This is the place where you can keep up with our travels by following the WEEKLY BLOG, and viewing our VIDEO LOGS. June 1 we started north on the GLORY B., in search of our "divine assignment." I hope you will stop by often as the adventure continues...
One does not have to be in an entirely unpopulated place to be in a wilderness. Or be lost, either. I'm actually beginning to think a large part of being in a wilderness is a state of mind. Since we began our journey north on June first, we haven't gone very far as miles go. Yet, we have gone miles and miles.
There are eighty islands in the San Juans, most of which look fairly much the same. In fact, if you didn't have charts to refer to, it would be easy to get turned around. Or even lost. Not to mention tides that can change twenty feet, or more, in a single turning and leave you high and dry if you're not watchful. Sometimes, the fog rolls in so thick you can't see the front of your own boat, much less what might be in the ocean nearby.
Then there are the currents.
It's like a maze in and around those islands, and the narrower the channel, the swifter the current. Sometimes, we've had to skirt around little whirlpools formed by the collision of a low tide, strong current, and narrow channel all at the same time. You also have to watch out for areas that are open to the sea. The "doorways to the world" I call them. Here you get a taste of the underlying swells of "big water" that seems to be the constant heartbeat of the ocean.
Photo by Todd Stahlecker
If ever a wind comes up (especially off a cape) and frosts these swells with a choppy sea, it can be a very rough and scary ride. More so if you've been reading about all the sunken ships there are on the outward coasts of those islands. All of which make the phrase "If you can sail the San Juans, you can sail anywhere in the world," seem true. Because surely we have come across every condition and situation possible, in and around these waters.
Which doesn't include the many mechanical failures we've added to the ordinary hazards of sailing and navigation. So much to learn! And so much we were entirely unaware of until it happened to us. But I must report that we have survived all our accidents and misjudgments. And that God has been gracious to rescue us out of the rest "by divine appointment" that we blundered into out of sheer ignorance. Those things that should have, by logic, gone very bad.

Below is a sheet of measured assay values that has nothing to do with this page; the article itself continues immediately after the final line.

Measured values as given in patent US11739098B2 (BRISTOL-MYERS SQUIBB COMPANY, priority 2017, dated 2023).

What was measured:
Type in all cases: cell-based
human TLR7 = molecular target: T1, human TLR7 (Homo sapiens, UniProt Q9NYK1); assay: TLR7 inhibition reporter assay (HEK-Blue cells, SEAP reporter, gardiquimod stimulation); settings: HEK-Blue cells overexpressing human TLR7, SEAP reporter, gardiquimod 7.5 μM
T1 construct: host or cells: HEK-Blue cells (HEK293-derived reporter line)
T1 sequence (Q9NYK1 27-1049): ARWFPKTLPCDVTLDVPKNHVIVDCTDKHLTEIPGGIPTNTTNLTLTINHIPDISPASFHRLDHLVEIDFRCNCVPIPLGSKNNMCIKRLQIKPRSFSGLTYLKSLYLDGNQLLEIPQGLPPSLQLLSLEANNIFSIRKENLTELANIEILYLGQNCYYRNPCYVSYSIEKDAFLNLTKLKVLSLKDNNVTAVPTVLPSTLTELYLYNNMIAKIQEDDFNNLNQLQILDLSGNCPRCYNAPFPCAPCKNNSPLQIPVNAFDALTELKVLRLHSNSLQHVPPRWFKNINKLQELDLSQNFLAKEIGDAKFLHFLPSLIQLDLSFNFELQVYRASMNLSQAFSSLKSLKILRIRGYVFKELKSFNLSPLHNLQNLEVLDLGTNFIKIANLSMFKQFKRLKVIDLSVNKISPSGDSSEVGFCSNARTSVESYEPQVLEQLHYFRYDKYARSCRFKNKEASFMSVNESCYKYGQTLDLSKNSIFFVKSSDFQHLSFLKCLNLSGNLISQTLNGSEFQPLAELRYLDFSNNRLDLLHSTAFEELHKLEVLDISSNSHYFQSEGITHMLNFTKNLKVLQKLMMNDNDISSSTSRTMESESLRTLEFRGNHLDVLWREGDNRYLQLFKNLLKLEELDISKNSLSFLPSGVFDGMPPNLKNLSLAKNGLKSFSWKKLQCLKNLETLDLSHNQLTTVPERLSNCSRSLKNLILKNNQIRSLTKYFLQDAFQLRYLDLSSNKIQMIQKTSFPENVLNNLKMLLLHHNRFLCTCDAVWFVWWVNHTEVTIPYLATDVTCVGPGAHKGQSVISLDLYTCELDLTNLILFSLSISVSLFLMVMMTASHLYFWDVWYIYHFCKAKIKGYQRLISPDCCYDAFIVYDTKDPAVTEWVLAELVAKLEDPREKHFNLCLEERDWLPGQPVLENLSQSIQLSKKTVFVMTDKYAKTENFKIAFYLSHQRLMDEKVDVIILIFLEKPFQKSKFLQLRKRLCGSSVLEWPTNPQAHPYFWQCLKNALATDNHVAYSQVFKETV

Which is probably why I have a first hand idea of what the children of Israel must have felt when they discovered they had been wandering forty years in an area they could have crossed in forty days. The thought that God Himself had been leading them with "a cloud by day and a pillar of fire by night" makes one wonder how they could still go on trusting Him after all that. Even though they saw a lot of miracles along the way.
Rowing to town in a fog
Having some of the same experiences on this adventure of ours, I can understand why He might have done that. It was because where they were headed for was a lot bigger and more difficult than they realized. And they weren't ready for it. So, the training grounds of wilderness places. Along with all those experiences that strengthened the body and sharpened the wits along the way.
Today, we are sitting "on the hook" (at anchor) in Port Townsend, waiting for repairs. Again. It's only eight hours -- a mere forty-five minutes by car--away from Liberty Bay, where we first started out. That's a long way from Alaska, where we had figured to be there and back by now. Instead, we have meandered in and out of the San Juan Islands, and ventured only as far as the border of Canada before we had to turn south, again.
We haven't quit. But we're not sure how long it will take to actually get there, anymore. One thing we do know, though. We're on "His clock" with this journey, and there are miracles and divine appointments raining down all around us, wherever we go. So, we've decided to let go, let God… and hang on for the ride.